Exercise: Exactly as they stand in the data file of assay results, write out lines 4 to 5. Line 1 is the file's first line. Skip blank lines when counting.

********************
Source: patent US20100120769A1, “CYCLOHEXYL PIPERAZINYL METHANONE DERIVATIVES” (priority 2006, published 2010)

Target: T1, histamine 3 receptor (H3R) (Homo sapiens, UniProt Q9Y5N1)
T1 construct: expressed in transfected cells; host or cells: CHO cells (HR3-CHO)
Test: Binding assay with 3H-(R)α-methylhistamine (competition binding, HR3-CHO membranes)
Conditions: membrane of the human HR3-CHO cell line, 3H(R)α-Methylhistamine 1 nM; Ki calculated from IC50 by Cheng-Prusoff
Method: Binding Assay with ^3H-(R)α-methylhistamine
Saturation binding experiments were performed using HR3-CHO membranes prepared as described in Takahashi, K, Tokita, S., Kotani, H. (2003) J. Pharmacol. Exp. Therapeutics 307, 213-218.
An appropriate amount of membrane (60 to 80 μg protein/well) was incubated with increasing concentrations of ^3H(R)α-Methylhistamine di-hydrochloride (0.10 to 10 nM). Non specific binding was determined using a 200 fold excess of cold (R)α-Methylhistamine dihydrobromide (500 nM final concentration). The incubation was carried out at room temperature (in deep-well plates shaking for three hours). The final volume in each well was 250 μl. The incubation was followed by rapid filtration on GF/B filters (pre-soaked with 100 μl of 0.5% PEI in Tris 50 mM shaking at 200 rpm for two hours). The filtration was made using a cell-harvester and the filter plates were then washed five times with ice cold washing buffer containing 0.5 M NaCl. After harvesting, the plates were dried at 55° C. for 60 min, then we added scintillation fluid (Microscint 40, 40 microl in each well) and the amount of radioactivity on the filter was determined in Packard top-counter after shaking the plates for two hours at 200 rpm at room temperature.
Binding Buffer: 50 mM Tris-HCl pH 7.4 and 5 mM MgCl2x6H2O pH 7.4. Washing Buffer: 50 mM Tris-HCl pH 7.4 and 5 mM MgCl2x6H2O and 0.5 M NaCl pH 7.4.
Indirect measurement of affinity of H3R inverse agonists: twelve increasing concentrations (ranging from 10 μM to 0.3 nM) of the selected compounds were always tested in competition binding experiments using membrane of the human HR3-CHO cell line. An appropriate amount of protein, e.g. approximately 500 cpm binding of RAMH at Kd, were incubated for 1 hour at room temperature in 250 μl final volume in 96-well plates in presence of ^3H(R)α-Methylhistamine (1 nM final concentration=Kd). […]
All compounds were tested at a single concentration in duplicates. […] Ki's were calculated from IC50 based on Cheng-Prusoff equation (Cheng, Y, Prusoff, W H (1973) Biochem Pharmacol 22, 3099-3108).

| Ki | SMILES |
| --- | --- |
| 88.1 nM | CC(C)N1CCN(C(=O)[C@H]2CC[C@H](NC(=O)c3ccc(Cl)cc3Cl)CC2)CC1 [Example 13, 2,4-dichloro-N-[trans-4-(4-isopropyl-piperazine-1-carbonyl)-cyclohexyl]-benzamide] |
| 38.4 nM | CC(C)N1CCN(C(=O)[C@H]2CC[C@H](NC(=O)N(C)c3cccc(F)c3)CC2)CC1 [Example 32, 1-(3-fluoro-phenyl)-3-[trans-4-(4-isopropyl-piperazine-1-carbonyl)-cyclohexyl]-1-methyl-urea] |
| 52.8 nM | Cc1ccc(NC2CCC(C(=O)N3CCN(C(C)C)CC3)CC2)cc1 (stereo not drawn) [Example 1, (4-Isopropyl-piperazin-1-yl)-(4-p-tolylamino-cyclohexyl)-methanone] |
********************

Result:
Test: Binding assay with 3H-(R)α-methylhistamine (competition binding, HR3-CHO membranes)
Conditions: membrane of the human HR3-CHO cell line, 3H(R)α-Methylhistamine 1 nM; Ki calculated from IC50 by Cheng-Prusoff